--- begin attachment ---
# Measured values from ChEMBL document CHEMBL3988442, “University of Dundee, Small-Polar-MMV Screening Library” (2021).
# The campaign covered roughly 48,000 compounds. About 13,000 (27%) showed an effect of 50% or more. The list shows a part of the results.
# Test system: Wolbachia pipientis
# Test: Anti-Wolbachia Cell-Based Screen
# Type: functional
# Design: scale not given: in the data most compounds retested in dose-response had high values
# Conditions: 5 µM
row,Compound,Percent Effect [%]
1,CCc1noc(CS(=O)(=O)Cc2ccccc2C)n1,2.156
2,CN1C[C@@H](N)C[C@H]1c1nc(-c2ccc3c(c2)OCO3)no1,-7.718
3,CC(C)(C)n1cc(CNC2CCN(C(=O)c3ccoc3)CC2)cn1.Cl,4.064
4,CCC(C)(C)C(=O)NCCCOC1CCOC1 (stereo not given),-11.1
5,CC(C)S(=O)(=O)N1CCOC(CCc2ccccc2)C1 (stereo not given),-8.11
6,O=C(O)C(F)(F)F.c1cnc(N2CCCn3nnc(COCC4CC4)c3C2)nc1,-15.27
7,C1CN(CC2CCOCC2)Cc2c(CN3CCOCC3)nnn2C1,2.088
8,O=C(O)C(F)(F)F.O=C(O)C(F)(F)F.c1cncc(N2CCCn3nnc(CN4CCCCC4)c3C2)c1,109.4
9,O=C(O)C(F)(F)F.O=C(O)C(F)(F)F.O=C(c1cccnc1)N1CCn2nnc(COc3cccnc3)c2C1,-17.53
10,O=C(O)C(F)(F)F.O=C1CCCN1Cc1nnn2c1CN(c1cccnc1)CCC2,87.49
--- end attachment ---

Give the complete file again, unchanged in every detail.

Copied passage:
# Measured values from ChEMBL document CHEMBL3988442, “University of Dundee, Small-Polar-MMV Screening Library” (2021).
# The campaign covered roughly 48,000 compounds. About 13,000 (27%) showed an effect of 50% or more. The list shows a part of the results.
# Test system: Wolbachia pipientis
# Test: Anti-Wolbachia Cell-Based Screen
# Type: functional
# Design: scale not given: in the data most compounds retested in dose-response had high values
# Conditions: 5 µM
row,Compound,Percent Effect [%]
1,CCc1noc(CS(=O)(=O)Cc2ccccc2C)n1,2.156
2,CN1C[C@@H](N)C[C@H]1c1nc(-c2ccc3c(c2)OCO3)no1,-7.718
3,CC(C)(C)n1cc(CNC2CCN(C(=O)c3ccoc3)CC2)cn1.Cl,4.064
4,CCC(C)(C)C(=O)NCCCOC1CCOC1 (stereo not given),-11.1
5,CC(C)S(=O)(=O)N1CCOC(CCc2ccccc2)C1 (stereo not given),-8.11
6,O=C(O)C(F)(F)F.c1cnc(N2CCCn3nnc(COCC4CC4)c3C2)nc1,-15.27
7,C1CN(CC2CCOCC2)Cc2c(CN3CCOCC3)nnn2C1,2.088
8,O=C(O)C(F)(F)F.O=C(O)C(F)(F)F.c1cncc(N2CCCn3nnc(CN4CCCCC4)c3C2)c1,109.4
9,O=C(O)C(F)(F)F.O=C(O)C(F)(F)F.O=C(c1cccnc1)N1CCn2nnc(COc3cccnc3)c2C1,-17.53
10,O=C(O)C(F)(F)F.O=C1CCCN1Cc1nnn2c1CN(c1cccnc1)CCC2,87.49